The iPhone X is likely the most highly anticipated smartphone slated to launch this year. And it represents the largest leap forward for Apple’s flagship device in years. It’s expected to spur an “upgrade super-cycle” for Apple, that is, once supply can meet demand.

Despite supply issues, Pu said that the iPhone X will enter mass production in mid-October. It will begin shipping out from China to launch countries in the next week. The iPhone X will become available for pre-order on Oct. 27, just about two weeks from today, and the device will officially launch the following Friday: Nov. 3.

iDrop News

The WWDC Plague Strikes Again – The TouchArcade Show #310

We’re back from WWDC and … I’m super sick! The WWDC plague this year is extra strong, but after packing my body with cold medication we were ready to rock. The show starts off with answering a couple emails and then we hop right into talking about a ton of the new things announced during the keynote. iOS 11, ARKit, and more are among the thingd we discuss. We chat a bit about Monument Valley 2 [$ 4.99], but WWDC is definitely the star of the show!

Don’t forget to shoot us emails with any questions, feedback, or anything else relevant or irrelevant to We read ’em all, and love decoding messages written entirely in emoji. As always, you can listen to us with the links below… And if you like what you hear, please subscribe and/or drop us a review in iTunes. Much appreciated!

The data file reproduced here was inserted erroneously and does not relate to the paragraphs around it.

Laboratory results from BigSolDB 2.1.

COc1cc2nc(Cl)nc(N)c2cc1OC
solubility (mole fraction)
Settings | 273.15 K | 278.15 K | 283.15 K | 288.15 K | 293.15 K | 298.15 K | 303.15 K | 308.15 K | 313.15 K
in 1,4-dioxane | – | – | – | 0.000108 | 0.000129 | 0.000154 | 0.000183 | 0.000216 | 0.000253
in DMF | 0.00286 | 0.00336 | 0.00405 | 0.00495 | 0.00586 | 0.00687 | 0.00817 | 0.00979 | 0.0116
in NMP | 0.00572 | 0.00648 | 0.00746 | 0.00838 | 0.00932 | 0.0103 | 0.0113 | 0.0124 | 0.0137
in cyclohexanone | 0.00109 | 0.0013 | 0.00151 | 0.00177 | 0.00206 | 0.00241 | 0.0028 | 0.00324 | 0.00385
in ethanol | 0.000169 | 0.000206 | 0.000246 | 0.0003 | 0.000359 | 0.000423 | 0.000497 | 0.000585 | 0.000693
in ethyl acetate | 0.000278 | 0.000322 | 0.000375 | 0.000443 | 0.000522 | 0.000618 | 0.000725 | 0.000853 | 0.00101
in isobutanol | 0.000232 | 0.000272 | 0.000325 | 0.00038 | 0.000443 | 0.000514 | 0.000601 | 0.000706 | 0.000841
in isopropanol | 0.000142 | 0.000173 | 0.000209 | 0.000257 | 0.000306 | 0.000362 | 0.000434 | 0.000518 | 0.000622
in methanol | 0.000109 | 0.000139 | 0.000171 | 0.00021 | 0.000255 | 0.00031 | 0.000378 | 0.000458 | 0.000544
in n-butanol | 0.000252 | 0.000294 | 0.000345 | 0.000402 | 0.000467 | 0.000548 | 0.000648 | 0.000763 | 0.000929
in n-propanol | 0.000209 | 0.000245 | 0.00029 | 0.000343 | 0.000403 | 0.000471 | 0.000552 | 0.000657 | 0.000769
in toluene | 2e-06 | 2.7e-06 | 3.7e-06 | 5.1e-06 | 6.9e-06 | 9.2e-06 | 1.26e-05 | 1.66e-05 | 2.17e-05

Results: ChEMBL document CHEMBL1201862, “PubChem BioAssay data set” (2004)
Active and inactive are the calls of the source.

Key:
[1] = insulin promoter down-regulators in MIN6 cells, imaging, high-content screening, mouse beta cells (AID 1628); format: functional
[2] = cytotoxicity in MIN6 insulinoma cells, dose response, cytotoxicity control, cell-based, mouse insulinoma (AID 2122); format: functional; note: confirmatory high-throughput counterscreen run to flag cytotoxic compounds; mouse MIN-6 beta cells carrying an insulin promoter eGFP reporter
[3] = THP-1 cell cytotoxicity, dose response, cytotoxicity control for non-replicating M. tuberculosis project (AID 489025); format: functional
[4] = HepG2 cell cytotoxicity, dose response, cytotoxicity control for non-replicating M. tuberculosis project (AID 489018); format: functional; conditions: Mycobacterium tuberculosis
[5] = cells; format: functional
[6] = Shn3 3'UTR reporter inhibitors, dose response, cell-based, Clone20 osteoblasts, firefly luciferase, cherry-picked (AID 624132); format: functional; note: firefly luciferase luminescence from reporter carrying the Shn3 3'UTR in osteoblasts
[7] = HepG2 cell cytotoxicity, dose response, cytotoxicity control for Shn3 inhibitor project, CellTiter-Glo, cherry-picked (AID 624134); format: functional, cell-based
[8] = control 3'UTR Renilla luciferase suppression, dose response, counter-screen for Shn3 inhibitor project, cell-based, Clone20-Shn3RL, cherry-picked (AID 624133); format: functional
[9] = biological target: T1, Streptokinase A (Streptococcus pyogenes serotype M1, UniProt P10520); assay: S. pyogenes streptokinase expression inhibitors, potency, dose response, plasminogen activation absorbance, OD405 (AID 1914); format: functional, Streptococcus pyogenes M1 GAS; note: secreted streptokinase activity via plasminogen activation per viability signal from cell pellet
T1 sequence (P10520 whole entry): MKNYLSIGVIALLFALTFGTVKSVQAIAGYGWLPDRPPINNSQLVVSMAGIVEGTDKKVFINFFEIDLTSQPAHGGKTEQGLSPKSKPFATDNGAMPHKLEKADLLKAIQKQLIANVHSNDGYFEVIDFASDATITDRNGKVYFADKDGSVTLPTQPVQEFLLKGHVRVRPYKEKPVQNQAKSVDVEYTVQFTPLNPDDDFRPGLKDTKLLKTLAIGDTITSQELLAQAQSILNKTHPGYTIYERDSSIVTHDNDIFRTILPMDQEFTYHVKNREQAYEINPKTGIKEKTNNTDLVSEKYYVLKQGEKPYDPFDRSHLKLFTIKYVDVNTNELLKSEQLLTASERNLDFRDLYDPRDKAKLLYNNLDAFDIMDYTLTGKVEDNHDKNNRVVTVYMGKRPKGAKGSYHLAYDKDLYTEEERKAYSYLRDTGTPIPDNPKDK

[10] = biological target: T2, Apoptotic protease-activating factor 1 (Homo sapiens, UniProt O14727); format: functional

Patreon backers get access to a ultra-rad video version of the podcast, which you can view by clicking here. It includes us playing the games we’re talking about as we’re talking about them, and other fun surprises.

iTunes Link: The TouchArcade Show
Stitcher: The TouchArcade Show via Stitcher Radio for Podcasts [Free]
RSS Feed: The TouchArcade Show
Direct Link: TouchArcadeShow-310.mp3, 60MB


Zombie mayhem in Dead Plague, newly released on Android and iOS

You know that feeling when you’re sunbathing on a beach with a Mojito in one hand and a Rum Punch in the other, when a horde of the undead come bounding out of the palm trees towards you? Well Chinese developer GameSpire has basically given us that with its new mobile action game Dead Plague.

You play a guy in khaki trousers and a cowboy hat, dropped off in the tropics by BIOCORP to investigate an epidemic. But this isn’t an island-wide case of the sniffles. This is an outbreak of zombie flu! Luckily you’re accompanied by a trusty submachine gun to deal with the hungry locals.